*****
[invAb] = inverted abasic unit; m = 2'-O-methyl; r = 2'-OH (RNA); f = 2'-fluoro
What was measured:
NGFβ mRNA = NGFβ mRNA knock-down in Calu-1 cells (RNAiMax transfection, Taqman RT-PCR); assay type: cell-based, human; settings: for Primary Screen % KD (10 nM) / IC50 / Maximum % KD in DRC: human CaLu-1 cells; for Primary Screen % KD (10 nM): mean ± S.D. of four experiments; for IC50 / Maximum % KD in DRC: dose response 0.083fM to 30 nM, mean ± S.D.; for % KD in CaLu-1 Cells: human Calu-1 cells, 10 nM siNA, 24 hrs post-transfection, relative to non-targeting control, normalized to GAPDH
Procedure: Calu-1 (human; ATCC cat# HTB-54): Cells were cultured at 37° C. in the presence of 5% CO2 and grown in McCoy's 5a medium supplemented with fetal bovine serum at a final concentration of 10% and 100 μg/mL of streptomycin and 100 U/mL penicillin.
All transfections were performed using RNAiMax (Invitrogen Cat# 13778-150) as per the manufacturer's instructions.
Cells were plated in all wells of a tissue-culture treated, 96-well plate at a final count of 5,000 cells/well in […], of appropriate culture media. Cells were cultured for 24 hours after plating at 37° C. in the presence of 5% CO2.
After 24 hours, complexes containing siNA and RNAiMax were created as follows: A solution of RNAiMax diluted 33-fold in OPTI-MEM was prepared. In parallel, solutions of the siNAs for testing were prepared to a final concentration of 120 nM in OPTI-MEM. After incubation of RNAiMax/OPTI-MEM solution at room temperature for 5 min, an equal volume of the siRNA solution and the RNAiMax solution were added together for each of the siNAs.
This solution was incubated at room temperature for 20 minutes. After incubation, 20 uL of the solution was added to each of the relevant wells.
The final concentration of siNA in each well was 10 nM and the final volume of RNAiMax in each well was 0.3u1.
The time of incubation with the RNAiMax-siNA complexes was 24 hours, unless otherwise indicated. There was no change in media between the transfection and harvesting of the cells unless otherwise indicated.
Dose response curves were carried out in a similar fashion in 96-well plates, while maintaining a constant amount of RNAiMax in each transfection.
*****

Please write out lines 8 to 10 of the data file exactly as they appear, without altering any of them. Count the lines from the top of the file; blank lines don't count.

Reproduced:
This solution was incubated at room temperature for 20 minutes. After incubation, 20 uL of the solution was added to each of the relevant wells.
The final concentration of siNA in each well was 10 nM and the final volume of RNAiMax in each well was 0.3u1.
The time of incubation with the RNAiMax-siNA complexes was 24 hours, unless otherwise indicated. There was no change in media between the transfection and harvesting of the cells unless otherwise indicated.